I have not read Justice Thomas' memoir, although I hope to do so soon. I likewise have not seen all the interviews with Justice Thomas in the wake of the book's release. Having said that though, what I can tell you is that Justice Thomas is probably entitled to a little anger at this point.
To be sure, the release of a memoir, especially one that deals with his confirmation process, is sure to dredge up the past and lead to continued questions about "did he or didn't he" harrass Anita Hill. The fact, however, that media members like Ruth Marcus focus solely on the Anita Hill matter and nothing else undoubtedly stokes Thomas's anger and rightfully so. Here is what Marcus had to say:
If Thomas did what Hill claims, how to understand his undimmed anger, his absolute denials, his willingness to pick the scab anew? If he didn't, how to understand her motive for lying -- and her summoning such unlikely details as pubic hairs on Coke cans?Marcus then goes on to list some of the "evidence" that backs up Hill's version of the story. Of course, all this evidence would be tossed from a court as hearsay, but that doesn't matter to the media. If Thomas complains of a media lynch mob in pinstripes rather than white hoods, perhaps he ought to look also for their press pass.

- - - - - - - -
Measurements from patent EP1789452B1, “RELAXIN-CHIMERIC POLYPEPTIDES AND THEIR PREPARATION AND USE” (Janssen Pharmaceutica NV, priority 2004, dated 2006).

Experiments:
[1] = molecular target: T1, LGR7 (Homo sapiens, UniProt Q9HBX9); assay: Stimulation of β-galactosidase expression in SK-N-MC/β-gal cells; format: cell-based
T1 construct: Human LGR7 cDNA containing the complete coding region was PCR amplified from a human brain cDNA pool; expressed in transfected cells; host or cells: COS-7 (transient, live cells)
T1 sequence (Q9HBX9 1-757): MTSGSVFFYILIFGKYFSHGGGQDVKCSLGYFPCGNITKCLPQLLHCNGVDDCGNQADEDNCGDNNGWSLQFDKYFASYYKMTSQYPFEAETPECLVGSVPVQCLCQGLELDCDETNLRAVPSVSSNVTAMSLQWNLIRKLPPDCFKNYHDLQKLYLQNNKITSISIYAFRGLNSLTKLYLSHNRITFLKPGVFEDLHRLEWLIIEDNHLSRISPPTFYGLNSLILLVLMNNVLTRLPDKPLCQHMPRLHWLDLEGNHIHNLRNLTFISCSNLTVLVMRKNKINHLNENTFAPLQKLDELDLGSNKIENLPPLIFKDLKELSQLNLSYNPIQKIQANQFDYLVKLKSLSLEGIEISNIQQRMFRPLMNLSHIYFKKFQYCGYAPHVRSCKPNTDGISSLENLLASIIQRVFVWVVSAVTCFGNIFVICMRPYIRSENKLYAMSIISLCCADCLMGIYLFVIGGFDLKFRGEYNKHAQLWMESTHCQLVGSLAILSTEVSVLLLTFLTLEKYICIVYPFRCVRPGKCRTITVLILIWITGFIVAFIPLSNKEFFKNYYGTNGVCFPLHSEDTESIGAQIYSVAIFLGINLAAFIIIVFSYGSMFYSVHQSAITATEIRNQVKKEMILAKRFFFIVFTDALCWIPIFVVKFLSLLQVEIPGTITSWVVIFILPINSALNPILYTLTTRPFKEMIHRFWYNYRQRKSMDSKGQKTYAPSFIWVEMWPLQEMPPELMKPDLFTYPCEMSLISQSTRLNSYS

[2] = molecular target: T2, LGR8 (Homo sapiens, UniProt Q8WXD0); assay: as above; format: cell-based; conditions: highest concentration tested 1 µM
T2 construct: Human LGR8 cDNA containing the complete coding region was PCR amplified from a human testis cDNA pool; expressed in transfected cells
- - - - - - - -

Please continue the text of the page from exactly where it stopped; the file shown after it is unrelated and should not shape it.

I covered the Thomas hearings for The Post, every excruciating hour, and I can imagine, as Kevin Merida and Michael A. Fletcher suggest in their book, "Supreme Discomfort," that the entire story has not been told. Perhaps there was some flirtation, maybe more, that it behooved neither party to acknowledge.
But I also believe the evidence then backed Hill's version of events. What has emerged since only further buttresses her assertions.
Thomas describes Hill as a "touchy and apt to overreact" employee whom he'd refused to promote; who asked to follow him from the Education Department to the Equal Employment Opportunity Commission after the alleged harassment; and who continued to seek his professional help after leaving the agency.
"I felt sure that I had never said or done anything to her that was even remotely inappropriate," he writes, and, if he had, "she would have complained loudly and instantly, not waited for a decade to make her displeasure known." For his part, Thomas describes himself as "one of the least likely candidates imaginable for such a charge."
Everyone assumes that Anita Hill was right. Clarence Thomas thinks she had an axe to grind and now because of the whole incident, Clarence Thomas has an axe to grind and grinding away he is. If the events of our past shape the person we are today, is it any wonder that Clarence Thomas is an angry man. His treatment during his confirmation and his treatment by the liberal establishment (they see him as a traitor to his race) since then would probably lead lesser men to have lashed out long ago and in a much more demonstrative way. In the interviews I have seen and heard, Clarence Thomas may be an angry man, but his is quietly angry, resorting largely to the written word to vent his frustrations.
Instead of letting the Justice have his few minutes to explain his life and the events of it from his point of view, writers like Ruth Marcus have to attack Clarence Thomas again, and again, and again. In the grand scheme of things, does it really matter any more? Will it matter in 20 years or 50 years? No, all this demonstrates is our fascination with the tawdry.